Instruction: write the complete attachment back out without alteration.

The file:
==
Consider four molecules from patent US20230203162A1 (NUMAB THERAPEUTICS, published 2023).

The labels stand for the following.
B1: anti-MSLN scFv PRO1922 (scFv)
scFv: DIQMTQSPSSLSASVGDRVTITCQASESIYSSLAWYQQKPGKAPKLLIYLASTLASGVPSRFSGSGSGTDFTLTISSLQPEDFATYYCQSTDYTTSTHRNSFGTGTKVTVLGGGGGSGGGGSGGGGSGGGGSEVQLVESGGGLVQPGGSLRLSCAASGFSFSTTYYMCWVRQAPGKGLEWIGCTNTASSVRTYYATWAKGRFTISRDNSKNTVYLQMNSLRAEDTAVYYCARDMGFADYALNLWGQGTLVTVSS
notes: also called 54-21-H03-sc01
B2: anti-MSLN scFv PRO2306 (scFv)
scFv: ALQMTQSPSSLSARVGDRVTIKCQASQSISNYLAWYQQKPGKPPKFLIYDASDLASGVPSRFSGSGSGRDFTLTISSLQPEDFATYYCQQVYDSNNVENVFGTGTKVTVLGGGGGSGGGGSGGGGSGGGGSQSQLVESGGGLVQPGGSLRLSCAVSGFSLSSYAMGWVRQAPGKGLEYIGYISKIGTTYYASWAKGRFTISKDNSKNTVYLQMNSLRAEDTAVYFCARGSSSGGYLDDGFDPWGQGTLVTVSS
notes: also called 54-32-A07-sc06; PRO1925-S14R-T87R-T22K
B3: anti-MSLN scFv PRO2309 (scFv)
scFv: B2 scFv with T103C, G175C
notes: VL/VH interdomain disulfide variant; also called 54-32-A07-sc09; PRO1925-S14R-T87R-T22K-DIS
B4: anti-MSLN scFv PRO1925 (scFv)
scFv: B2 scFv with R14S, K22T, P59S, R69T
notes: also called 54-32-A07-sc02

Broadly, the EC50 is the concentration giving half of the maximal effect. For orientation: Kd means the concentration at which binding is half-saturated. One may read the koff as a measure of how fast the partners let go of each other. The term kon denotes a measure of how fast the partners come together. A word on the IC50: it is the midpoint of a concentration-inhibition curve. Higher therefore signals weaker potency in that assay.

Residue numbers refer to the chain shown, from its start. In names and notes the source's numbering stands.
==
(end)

Consider four molecules from patent US20230203162A1 (NUMAB THERAPEUTICS, published 2023).

The labels stand for the following.
B1: anti-MSLN scFv PRO1922 (scFv)
scFv: DIQMTQSPSSLSASVGDRVTITCQASESIYSSLAWYQQKPGKAPKLLIYLASTLASGVPSRFSGSGSGTDFTLTISSLQPEDFATYYCQSTDYTTSTHRNSFGTGTKVTVLGGGGGSGGGGSGGGGSGGGGSEVQLVESGGGLVQPGGSLRLSCAASGFSFSTTYYMCWVRQAPGKGLEWIGCTNTASSVRTYYATWAKGRFTISRDNSKNTVYLQMNSLRAEDTAVYYCARDMGFADYALNLWGQGTLVTVSS
notes: also called 54-21-H03-sc01
B2: anti-MSLN scFv PRO2306 (scFv)
scFv: ALQMTQSPSSLSARVGDRVTIKCQASQSISNYLAWYQQKPGKPPKFLIYDASDLASGVPSRFSGSGSGRDFTLTISSLQPEDFATYYCQQVYDSNNVENVFGTGTKVTVLGGGGGSGGGGSGGGGSGGGGSQSQLVESGGGLVQPGGSLRLSCAVSGFSLSSYAMGWVRQAPGKGLEYIGYISKIGTTYYASWAKGRFTISKDNSKNTVYLQMNSLRAEDTAVYFCARGSSSGGYLDDGFDPWGQGTLVTVSS
notes: also called 54-32-A07-sc06; PRO1925-S14R-T87R-T22K
B3: anti-MSLN scFv PRO2309 (scFv)
scFv: B2 scFv with T103C, G175C
notes: VL/VH interdomain disulfide variant; also called 54-32-A07-sc09; PRO1925-S14R-T87R-T22K-DIS
B4: anti-MSLN scFv PRO1925 (scFv)
scFv: B2 scFv with R14S, K22T, P59S, R69T
notes: also called 54-32-A07-sc02

Broadly, the EC50 is the concentration giving half of the maximal effect. For orientation: Kd means the concentration at which binding is half-saturated. One may read the koff as a measure of how fast the partners let go of each other. The term kon denotes a measure of how fast the partners come together. A word on the IC50: it is the midpoint of a concentration-inhibition curve. Higher therefore signals weaker potency in that assay.

Residue numbers refer to the chain shown, from its start. In names and notes the source's numbering stands.